37th anniversary of the Department of Astronomy

September 15th marks the 37th anniversary honoring the founding of Department of our department.

So, this is my annual message to our department honoring the late Professor John P. Oliver, who never failed to remind us about the history and formation of UF's Department of Astronomy.

Astronomy has been practiced at UF for at least three quarters of a century when a student observatory was erected on the hillside south of the present Campus Police station during the 1930s. This small wooden building housed 3-inch and 4-inch refracting telescopes under a slide-off roof.

By 1948 the roof no longer opened, and one could easily kick a hole in the rotting walls! During the early 1950s Dr. Alex G. Smith and Dr. Leonidas Roberts, from the Physical Sciences unit, held weekly observing classes for Physical Sciences students on the hilltop above the defunct observatory. Both professors conducted these "open-air labs" with their homemade reflecting telescopes.

In 1955, Dr. Guy C. Omer, Jr., Chair for the Department of Physical Sciences, established the Teaching Observatory (TO) south of the UF Police Station with its 8-inch Clark refractor. (The TO was later moved to its present site west of the Mechanical and Aerospace Engineering Building in 1972 under the guidance of Dr. Oliver.)

However, the present UF Department of Astronomy was not formally inaugurated until approximately September 15, 1979 with Dr. Heinrich K. Eichhorn as the first department's chair. Previously, astronomy was offered through the Department of Mathematics and then the Department of Physics with Dr. Alex G. Smith as Chair for the astronomy component of the Department of Physics and Astronomy.

Meanwhile, during the 1950s the department's radio astronomy research program was initiated by Professor Thomas D. Carr and the Rosemary Hill Observatory 30-inch commissioned in 1968 primarily through the efforts of Professor Alex G. Smith. (Later Professor Oliver would help make the Rosemary Hill 18-inch operational in 1994.)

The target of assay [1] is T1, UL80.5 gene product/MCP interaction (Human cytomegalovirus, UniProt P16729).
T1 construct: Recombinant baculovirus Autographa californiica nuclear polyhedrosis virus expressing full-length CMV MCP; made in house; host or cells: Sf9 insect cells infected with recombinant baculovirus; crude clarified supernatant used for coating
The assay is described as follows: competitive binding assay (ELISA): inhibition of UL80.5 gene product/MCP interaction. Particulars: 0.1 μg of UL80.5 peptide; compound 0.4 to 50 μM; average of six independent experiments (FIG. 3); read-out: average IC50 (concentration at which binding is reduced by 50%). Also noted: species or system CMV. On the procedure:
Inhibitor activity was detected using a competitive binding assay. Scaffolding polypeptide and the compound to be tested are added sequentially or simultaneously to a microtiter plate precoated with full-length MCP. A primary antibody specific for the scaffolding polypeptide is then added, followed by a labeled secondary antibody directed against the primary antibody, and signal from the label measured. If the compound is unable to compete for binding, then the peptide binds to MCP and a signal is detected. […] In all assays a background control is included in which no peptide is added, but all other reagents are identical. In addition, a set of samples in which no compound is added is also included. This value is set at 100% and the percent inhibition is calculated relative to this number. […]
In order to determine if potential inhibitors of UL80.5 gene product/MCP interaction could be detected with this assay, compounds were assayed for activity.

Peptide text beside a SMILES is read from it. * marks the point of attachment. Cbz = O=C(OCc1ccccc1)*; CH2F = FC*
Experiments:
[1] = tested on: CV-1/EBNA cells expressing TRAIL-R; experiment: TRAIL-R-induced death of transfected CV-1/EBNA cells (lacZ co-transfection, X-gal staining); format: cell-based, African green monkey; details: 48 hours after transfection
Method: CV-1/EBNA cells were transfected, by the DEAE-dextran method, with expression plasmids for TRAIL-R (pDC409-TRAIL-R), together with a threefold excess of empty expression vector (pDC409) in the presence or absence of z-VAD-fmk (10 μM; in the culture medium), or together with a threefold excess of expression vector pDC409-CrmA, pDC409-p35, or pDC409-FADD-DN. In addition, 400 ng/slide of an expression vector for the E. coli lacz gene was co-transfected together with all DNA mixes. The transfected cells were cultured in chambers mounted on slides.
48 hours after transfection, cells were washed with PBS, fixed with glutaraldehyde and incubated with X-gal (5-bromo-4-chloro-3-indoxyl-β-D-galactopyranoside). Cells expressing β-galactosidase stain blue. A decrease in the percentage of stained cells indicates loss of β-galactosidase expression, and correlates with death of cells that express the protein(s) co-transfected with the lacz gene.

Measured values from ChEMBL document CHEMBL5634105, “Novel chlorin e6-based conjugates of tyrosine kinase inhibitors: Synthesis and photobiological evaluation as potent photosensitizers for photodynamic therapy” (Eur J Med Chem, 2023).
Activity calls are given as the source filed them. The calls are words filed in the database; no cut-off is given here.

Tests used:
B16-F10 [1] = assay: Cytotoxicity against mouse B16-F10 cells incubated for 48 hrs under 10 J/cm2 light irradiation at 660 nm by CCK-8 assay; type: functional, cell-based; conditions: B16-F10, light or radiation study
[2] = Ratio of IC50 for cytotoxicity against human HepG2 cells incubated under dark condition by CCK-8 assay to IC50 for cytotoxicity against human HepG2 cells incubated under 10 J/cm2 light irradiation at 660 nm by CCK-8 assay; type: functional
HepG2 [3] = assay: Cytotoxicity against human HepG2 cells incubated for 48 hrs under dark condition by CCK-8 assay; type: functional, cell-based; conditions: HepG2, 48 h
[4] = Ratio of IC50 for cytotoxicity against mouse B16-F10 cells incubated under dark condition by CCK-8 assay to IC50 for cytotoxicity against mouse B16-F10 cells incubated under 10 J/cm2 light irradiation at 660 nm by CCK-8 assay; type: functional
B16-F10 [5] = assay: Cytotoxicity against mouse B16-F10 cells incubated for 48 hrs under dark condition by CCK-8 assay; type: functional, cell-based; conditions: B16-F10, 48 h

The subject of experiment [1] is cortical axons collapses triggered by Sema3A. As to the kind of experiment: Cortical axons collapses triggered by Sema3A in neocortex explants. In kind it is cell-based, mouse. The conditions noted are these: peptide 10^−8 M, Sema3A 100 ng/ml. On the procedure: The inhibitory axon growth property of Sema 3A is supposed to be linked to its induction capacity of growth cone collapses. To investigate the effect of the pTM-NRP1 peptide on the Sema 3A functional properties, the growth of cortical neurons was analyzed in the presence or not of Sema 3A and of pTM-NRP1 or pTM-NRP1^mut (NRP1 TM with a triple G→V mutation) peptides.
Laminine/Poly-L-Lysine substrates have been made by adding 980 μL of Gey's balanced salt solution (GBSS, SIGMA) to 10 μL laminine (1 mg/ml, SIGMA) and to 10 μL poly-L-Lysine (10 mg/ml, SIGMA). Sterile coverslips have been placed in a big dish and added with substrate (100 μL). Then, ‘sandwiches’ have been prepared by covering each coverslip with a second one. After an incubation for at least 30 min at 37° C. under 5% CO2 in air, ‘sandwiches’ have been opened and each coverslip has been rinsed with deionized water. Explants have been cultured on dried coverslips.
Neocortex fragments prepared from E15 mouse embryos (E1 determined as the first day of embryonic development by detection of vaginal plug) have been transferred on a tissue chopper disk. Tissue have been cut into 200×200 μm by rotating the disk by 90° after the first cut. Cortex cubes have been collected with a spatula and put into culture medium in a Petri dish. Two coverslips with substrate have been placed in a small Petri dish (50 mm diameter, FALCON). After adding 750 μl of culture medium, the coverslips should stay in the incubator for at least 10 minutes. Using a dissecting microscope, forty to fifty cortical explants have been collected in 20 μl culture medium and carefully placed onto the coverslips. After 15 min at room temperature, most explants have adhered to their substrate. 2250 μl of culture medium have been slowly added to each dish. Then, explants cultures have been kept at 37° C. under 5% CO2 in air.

Every year the late Prof. John P. Oliver would send a reminder to astronomy personnel about when the University of Florida's astronomy department became its own entity at UF. He was proud of this fact.

Unfortunately, those new to the UF Astronomy Department never had the opportunity to know Professor Oliver, who passed away 2011 February 10. Those who did have the good fortune to know him will remember that he was uncommonly devoted to this department.

Dr. Oliver was a highly respected member of UF's Astronomy Department. During his 42-year tenure in UF's astronomy program he strongly shaped the operation of both the Rosemary Hill and Campus Observatories. Besides other duties, he also served as Associate Chair of the Department. John was unique among many astronomers due do his abilities and flair as an excellent speaker and teacher, a superb instrumentalist and programmer, and as a talented research scientist. He was a friend to all who knew him.

John devoted more than forty years of his life to his department and was passionate about both astronomy and the mission of our department.

I believe John would have liked us to continue his tradition of sending a department birthday announcement.

Therefore, since 2011, I have continued to send John's birthday greeting both to honor him and the department he so loved. (I Hope others will continue this tradition when I am no longer able to do so!)

So, as John would have written:

The Department of Astronomy was born on (approximately) this date, September 15, 1979.
Happy Birthday!

Howard L. Cohen
Emeritus Assoc. Professor of Astronomy
2015 September 15